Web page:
For many years now, studies on genetics have always linked sickness to aging, although there are still many questions that have been left unanswered.
According to a Daily Sabbath report, the interplay of age and susceptibility to illness has been in an exceptional spotlight, especially during this COVID-19 crisis, which has claimed the lives, mostly of older individuals affected by preexisting conditions or the so-called "comorbidities," with a big number of death tolls in nursing homes in several countries.
However, according to the University of Oxford, while the traditional knowledge that people are more likely to fall ill as they get older still holds, their health, generally, for good or bad, is less likely to be impacted by genes as they age.
The research team lead by the university's Gil McVean also said, the genes people inherit from their parents affect their risk for nearly all illnesses, although there is a tendency for such a genetic risk to drop with increasing age.
Health and Age
McVean, together with colleagues, wrote that while new genomic technologies can be employed to predict future risk of disease, the preciseness of such forecasts can be offset by age, gender, and ethnicity.
The study, published in PLOS Genetics, was based on information on around 500,000 British National Health Service or NHS patients, stored in the United Kingdom Biobank, which McVean and team studied to see how genes are affecting an individual's risk of falling ill with common health conditions like hypertension, heart disease, and cancer.
McVean explained that while genetic factors are most essential in identifying whether one will develop a disease early in life, although other factors come dominating risk as one gets older.
How Do Genes Affect Aging?
In 2020, a Verywell Health report said, the DNA may predict more about an individual than the way he looks. Based on the genetic theory of aging, genes and mutations in such genes are accountable for one's lifespan.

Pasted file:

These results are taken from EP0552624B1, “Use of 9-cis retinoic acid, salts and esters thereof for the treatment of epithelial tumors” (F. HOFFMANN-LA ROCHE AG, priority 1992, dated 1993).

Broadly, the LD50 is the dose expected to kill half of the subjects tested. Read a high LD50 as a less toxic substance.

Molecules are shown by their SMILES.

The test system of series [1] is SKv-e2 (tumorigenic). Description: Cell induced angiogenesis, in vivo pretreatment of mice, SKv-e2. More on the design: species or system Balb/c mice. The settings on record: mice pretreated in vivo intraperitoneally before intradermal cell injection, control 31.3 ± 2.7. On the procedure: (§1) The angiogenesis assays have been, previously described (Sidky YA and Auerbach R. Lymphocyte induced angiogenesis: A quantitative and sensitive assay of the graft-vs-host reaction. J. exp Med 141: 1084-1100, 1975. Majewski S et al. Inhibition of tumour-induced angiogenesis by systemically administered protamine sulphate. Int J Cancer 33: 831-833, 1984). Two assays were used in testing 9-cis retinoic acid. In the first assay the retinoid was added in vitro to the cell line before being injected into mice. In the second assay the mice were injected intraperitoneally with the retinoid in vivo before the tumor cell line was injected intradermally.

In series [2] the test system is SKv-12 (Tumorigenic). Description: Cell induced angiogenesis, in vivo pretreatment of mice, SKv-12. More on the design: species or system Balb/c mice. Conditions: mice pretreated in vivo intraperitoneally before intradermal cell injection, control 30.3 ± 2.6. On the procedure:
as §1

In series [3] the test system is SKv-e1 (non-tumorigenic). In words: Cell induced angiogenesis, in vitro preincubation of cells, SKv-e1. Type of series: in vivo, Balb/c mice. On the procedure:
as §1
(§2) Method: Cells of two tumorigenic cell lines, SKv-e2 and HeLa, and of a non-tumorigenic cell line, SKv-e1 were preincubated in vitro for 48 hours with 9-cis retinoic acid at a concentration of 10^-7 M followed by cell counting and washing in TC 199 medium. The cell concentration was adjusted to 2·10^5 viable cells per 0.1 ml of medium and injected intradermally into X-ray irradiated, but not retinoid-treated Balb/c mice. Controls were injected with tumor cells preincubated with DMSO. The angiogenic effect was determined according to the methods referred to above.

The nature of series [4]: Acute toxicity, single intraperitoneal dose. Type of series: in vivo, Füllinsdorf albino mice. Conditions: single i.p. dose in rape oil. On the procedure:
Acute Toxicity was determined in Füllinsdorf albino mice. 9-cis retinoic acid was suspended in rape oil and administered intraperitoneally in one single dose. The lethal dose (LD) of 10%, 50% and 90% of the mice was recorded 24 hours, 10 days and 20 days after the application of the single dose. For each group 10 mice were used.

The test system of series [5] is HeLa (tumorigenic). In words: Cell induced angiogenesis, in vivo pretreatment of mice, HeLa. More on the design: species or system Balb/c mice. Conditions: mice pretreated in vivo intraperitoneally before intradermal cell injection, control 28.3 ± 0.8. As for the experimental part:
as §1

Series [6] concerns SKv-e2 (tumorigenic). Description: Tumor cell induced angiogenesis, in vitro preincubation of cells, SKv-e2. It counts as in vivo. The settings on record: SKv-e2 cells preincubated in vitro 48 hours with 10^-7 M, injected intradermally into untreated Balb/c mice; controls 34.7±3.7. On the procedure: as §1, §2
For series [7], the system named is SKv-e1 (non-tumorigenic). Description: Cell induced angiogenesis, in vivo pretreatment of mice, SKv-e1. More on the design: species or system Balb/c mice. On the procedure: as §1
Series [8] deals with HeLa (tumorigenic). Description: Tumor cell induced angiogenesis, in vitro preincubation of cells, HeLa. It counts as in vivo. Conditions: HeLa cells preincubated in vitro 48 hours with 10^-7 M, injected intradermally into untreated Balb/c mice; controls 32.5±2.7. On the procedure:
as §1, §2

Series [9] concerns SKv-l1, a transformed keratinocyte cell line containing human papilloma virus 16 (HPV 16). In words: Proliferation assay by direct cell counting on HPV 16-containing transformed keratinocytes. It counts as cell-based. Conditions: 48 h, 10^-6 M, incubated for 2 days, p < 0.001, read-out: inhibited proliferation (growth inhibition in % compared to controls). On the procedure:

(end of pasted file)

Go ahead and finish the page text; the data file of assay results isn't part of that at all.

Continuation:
According to the genetic theory of aging, lifespan is considerably identified by the genes inherited from a parent.
Based on the theory, an individual's longevity is primarily identified at the moment of conception and is greatly dependent on parents and their genes.
The basis behind such a theory is that the DNA's segments occurring at the end of chromosomes, called telomeres, identify the cell's maximum lifespan.
Telomeres are described as "pieces of junk DNA" at the chromosomes' end, which turns shorter each time a cell splits or divides.
Such telomeres are shorter and shorter, and ultimately, the cells cannot split without losing essential pieces of DNA.
Essentially, some gene mutations are inherited and may reduce lifespan. Nevertheless, they can occur too, after birth, since exposures to toxins, free radicals, and radiation can lead to changes in genes.
In connection to this, gene mutations acquired after birth are known as acquired or somatic gene mutations. According to the Verywell Health report, most of them are not bad for people, and some can even provide benefits.
That's due to the genetic mutations that create generic diversity, which maintains healthy populations. Other mutations, also known as silent mutations, do not affect the body at all.
Related information about genes and longevity is shown on Albert Einstein College of Medicine's YouTube video below:
RELATED ARTICLE: Top 3 Breakthroughs for Healthy Aging
Check out more news and information on Aging in Science Times.